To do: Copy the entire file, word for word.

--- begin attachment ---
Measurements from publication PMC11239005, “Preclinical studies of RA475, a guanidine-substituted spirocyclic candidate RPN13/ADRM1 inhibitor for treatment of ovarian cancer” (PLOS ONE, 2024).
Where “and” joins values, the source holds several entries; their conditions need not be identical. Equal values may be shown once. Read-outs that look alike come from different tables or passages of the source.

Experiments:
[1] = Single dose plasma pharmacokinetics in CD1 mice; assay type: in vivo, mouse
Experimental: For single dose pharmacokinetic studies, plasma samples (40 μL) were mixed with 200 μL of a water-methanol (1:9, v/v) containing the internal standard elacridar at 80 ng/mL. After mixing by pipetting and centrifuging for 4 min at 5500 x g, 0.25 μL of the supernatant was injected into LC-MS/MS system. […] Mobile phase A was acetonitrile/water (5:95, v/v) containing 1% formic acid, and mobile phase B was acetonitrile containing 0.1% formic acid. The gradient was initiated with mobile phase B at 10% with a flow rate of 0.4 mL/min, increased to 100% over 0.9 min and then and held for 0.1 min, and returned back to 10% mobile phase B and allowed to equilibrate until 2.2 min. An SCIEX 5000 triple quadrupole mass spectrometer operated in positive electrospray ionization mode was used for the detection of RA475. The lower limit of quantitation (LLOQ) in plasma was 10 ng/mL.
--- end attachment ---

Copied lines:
Measurements from publication PMC11239005, “Preclinical studies of RA475, a guanidine-substituted spirocyclic candidate RPN13/ADRM1 inhibitor for treatment of ovarian cancer” (PLOS ONE, 2024).
Where “and” joins values, the source holds several entries; their conditions need not be identical. Equal values may be shown once. Read-outs that look alike come from different tables or passages of the source.

Experiments:
[1] = Single dose plasma pharmacokinetics in CD1 mice; assay type: in vivo, mouse
Experimental: For single dose pharmacokinetic studies, plasma samples (40 μL) were mixed with 200 μL of a water-methanol (1:9, v/v) containing the internal standard elacridar at 80 ng/mL. After mixing by pipetting and centrifuging for 4 min at 5500 x g, 0.25 μL of the supernatant was injected into LC-MS/MS system. […] Mobile phase A was acetonitrile/water (5:95, v/v) containing 1% formic acid, and mobile phase B was acetonitrile containing 0.1% formic acid. The gradient was initiated with mobile phase B at 10% with a flow rate of 0.4 mL/min, increased to 100% over 0.9 min and then and held for 0.1 min, and returned back to 10% mobile phase B and allowed to equilibrate until 2.2 min. An SCIEX 5000 triple quadrupole mass spectrometer operated in positive electrospray ionization mode was used for the detection of RA475. The lower limit of quantitation (LLOQ) in plasma was 10 ng/mL.